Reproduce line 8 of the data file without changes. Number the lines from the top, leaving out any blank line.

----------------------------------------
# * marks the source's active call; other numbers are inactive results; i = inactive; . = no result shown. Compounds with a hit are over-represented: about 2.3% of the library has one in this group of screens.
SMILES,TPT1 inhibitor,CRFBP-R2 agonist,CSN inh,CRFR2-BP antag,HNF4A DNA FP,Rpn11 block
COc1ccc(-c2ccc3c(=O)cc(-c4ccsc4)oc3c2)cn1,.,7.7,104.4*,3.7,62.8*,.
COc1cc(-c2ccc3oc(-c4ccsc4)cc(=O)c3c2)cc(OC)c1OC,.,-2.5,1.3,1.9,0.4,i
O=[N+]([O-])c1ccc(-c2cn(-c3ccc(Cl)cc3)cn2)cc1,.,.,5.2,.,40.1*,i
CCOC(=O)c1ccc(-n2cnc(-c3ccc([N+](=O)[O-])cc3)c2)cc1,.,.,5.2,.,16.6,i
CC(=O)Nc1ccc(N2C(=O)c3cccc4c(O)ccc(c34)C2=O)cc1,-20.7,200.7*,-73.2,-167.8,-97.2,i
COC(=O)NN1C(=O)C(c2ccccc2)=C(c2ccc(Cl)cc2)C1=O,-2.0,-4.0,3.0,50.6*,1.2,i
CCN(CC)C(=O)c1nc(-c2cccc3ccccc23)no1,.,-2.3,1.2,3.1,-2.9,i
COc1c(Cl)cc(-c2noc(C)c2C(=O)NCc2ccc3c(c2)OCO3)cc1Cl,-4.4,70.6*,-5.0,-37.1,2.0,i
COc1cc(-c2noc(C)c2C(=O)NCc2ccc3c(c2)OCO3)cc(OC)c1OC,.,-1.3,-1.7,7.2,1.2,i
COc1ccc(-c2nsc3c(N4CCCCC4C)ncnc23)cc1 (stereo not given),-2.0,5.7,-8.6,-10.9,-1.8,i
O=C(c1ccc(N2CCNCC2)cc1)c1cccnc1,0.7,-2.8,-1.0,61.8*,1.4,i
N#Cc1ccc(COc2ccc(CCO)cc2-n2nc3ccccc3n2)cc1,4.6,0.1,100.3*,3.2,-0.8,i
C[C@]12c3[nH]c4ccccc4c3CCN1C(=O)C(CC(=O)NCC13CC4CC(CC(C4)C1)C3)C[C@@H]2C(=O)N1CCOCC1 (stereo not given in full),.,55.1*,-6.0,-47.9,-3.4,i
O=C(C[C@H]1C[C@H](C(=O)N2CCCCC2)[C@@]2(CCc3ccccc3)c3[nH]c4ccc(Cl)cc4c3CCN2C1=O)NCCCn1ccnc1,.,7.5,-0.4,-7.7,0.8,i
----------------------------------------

COC(=O)NN1C(=O)C(c2ccccc2)=C(c2ccc(Cl)cc2)C1=O,-2.0,-4.0,3.0,50.6*,1.2,i